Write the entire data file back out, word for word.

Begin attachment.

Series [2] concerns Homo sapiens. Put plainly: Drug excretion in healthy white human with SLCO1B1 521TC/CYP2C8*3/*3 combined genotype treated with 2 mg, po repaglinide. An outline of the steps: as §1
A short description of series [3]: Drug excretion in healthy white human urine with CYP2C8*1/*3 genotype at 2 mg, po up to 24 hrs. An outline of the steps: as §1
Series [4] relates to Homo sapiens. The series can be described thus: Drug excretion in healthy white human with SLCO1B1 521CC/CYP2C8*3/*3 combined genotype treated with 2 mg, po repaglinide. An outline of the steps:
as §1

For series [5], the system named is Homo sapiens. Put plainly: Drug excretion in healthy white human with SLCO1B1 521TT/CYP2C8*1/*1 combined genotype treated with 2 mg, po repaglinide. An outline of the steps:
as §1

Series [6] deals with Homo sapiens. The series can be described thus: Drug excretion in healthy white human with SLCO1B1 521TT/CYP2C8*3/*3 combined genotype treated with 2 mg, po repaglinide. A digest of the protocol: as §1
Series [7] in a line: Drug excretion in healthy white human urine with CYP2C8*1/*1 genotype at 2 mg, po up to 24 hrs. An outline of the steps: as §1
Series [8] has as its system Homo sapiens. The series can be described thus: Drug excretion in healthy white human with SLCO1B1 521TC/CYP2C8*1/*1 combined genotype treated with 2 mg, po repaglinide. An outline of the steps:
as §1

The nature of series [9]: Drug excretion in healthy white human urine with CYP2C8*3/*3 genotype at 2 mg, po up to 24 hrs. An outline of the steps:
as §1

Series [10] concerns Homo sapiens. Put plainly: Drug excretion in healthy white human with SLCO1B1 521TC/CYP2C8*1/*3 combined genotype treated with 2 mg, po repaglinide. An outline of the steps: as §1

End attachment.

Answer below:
Series [2] concerns Homo sapiens. Put plainly: Drug excretion in healthy white human with SLCO1B1 521TC/CYP2C8*3/*3 combined genotype treated with 2 mg, po repaglinide. An outline of the steps: as §1
A short description of series [3]: Drug excretion in healthy white human urine with CYP2C8*1/*3 genotype at 2 mg, po up to 24 hrs. An outline of the steps: as §1
Series [4] relates to Homo sapiens. The series can be described thus: Drug excretion in healthy white human with SLCO1B1 521CC/CYP2C8*3/*3 combined genotype treated with 2 mg, po repaglinide. An outline of the steps:
as §1

For series [5], the system named is Homo sapiens. Put plainly: Drug excretion in healthy white human with SLCO1B1 521TT/CYP2C8*1/*1 combined genotype treated with 2 mg, po repaglinide. An outline of the steps:
as §1

Series [6] deals with Homo sapiens. The series can be described thus: Drug excretion in healthy white human with SLCO1B1 521TT/CYP2C8*3/*3 combined genotype treated with 2 mg, po repaglinide. A digest of the protocol: as §1
Series [7] in a line: Drug excretion in healthy white human urine with CYP2C8*1/*1 genotype at 2 mg, po up to 24 hrs. An outline of the steps: as §1
Series [8] has as its system Homo sapiens. The series can be described thus: Drug excretion in healthy white human with SLCO1B1 521TC/CYP2C8*1/*1 combined genotype treated with 2 mg, po repaglinide. An outline of the steps:
as §1

The nature of series [9]: Drug excretion in healthy white human urine with CYP2C8*3/*3 genotype at 2 mg, po up to 24 hrs. An outline of the steps:
as §1

Series [10] concerns Homo sapiens. Put plainly: Drug excretion in healthy white human with SLCO1B1 521TC/CYP2C8*1/*3 combined genotype treated with 2 mg, po repaglinide. An outline of the steps: as §1